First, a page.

The spokeswoman minimized the significance of the move, however. "This is a normal executive order issued when the National Guard is activated under state control in regard to civil disturbance. Under this executive order, sheriff offices and police departments maintain command and operational control of their respective jurisdictions," Katie Beck said in her statement.

LITTLE ROCK, Ark. (AP) — The Arkansas governor declared a state of emergency Tuesday in response to continued demonstrations to protest the death of George Floyd in the custody of Minneapolis police.

A statement from a spokeswoman for Gov. Asa Hutchinson said the Republican governor acted to unify command of local and state police, the Arkansas National Guard and the state Department of Emergency Management.

The spokeswoman minimized the significance of the move, however. "This is a normal executive order issued when the National Guard is activated under state control in regard to civil disturbance. Under this executive order, sheriff offices and police departments maintain command and operational control of their respective jurisdictions," Katie Beck said in her statement.

Also Tuesday, Little Rock Mayor Frank Scott expanded the city's curfew a day after Arkansas authorities again used tear gas to break up protests outside the state Capitol. Scott said the city's nighttime curfew will begin 8 p.m. Scott on Monday imposed a 10 p.m. curfew because of the demonstrations and the coronavirus outbreak.

"There are peaceful protesters and there are those that are from outside forces who have every intent and mission to destroy and destruct property and cause chaos in the city of Little Rock," Scott said. "We have no room for anyone coming into our city to destroy and destruct."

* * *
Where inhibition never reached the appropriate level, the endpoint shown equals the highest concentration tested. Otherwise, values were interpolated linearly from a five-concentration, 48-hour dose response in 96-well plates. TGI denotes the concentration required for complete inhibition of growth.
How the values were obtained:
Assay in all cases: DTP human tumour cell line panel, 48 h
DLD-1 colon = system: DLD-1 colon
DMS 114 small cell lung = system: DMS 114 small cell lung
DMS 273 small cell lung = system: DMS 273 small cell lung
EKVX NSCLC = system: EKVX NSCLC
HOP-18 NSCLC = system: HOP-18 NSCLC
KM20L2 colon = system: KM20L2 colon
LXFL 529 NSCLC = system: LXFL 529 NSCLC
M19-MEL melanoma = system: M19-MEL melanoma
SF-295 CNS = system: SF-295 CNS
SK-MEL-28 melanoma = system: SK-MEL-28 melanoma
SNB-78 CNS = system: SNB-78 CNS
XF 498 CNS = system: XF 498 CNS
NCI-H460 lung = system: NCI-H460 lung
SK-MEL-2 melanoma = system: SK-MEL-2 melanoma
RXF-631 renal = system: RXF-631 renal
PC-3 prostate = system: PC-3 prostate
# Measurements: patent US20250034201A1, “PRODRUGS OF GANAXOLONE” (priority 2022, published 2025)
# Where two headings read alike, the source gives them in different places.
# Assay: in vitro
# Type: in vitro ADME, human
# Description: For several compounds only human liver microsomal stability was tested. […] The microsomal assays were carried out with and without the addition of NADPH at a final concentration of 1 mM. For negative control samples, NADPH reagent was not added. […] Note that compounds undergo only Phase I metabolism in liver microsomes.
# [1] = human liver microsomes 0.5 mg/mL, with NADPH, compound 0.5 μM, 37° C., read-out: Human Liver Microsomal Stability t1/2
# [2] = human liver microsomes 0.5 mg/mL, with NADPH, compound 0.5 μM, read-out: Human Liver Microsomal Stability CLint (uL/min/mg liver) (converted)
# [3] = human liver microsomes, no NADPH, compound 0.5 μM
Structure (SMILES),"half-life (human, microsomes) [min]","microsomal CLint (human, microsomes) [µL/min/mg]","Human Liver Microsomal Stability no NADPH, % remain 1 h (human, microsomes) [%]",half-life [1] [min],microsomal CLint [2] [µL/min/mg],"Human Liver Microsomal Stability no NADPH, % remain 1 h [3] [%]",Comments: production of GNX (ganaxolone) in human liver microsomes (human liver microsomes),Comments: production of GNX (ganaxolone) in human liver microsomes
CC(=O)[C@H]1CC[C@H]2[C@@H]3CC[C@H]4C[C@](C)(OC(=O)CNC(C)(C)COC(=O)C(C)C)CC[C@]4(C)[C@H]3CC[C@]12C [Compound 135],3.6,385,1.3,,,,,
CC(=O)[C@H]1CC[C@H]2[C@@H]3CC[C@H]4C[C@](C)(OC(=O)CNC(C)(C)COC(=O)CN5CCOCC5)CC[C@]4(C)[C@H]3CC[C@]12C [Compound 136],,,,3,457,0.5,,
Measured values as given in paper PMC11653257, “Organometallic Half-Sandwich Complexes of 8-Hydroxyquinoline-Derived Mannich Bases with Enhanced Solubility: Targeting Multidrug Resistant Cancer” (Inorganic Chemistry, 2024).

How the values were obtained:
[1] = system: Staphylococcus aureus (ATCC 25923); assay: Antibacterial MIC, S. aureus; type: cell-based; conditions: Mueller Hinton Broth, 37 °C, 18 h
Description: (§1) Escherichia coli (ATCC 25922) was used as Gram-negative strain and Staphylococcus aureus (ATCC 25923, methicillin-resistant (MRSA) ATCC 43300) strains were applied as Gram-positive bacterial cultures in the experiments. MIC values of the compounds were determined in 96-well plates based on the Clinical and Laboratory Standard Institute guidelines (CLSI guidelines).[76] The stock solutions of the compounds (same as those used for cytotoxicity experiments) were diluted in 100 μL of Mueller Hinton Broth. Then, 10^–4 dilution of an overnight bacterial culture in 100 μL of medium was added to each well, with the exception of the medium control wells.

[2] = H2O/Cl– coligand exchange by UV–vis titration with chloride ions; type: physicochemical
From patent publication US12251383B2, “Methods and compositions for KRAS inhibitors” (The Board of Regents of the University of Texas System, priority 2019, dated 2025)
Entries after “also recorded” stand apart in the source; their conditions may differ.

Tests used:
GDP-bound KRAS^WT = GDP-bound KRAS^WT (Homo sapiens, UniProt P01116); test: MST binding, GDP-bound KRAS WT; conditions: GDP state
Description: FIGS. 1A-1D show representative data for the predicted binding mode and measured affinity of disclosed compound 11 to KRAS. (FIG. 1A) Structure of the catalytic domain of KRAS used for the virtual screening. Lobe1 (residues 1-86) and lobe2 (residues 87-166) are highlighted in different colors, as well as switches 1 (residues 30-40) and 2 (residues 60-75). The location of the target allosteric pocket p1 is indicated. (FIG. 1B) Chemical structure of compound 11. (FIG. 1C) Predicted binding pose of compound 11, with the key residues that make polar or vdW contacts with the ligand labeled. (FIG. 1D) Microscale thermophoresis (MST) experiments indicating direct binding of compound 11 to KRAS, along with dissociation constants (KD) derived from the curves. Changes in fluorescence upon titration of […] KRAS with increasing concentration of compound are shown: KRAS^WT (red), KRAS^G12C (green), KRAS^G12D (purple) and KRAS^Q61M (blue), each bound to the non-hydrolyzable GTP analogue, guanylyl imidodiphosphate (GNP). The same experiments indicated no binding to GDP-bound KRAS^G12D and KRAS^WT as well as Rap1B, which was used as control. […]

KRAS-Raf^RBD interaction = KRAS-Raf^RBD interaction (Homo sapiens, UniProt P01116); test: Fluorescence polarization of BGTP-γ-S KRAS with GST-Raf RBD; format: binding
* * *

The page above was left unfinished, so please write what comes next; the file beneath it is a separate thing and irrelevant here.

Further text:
Scott extended the curfew following the third day of protests at the Capitol over Floyd's death in Minneapolis. Floyd died May 25 after an officer pressed his knee into his neck for several minutes even after he stopped moving and pleading for air.

Demonstrations continued on Tuesday afternoon, as police arrested 28 protesters who blocked a busy intersection in downtown Little Rock.

Police Chief Keith Humphrey said his department also had "pretty credible intelligence" of threats made against local and state officials, though he did not elaborate on who the threats targeted.

Hutchinson said state police arrested five people at Monday's protest. He said he has not requested any military assistance from the federal government for the demonstrations and didn't expect to do so. The governor over the weekend mobilized the National Guard to assist local and state police.

"I do not see that in our future," Hutchinson told reporters. "The role of the National Guard is important, under my control as commander-in-chief of the state military. Their support of the State Police and local law enforcement is what I believe is sufficient in the right direction for this time of protest in the United States."

Scott marched with demonstrators Monday night and pleaded for calm. But the Arkansas Democrat-Gazette reported some protesters became unruly. Buildings along Capitol Avenue, including a bank, were damaged and crews put out a fire at the Arkansas Pharmacists Association building.

The Democrat-Gazette reported one of its reporters was assaulted and taken to the hospital late Monday night.

The damage followed mostly peaceful demonstrations throughout the day that included Little Rock's police chief meeting with protesters outside City Hall.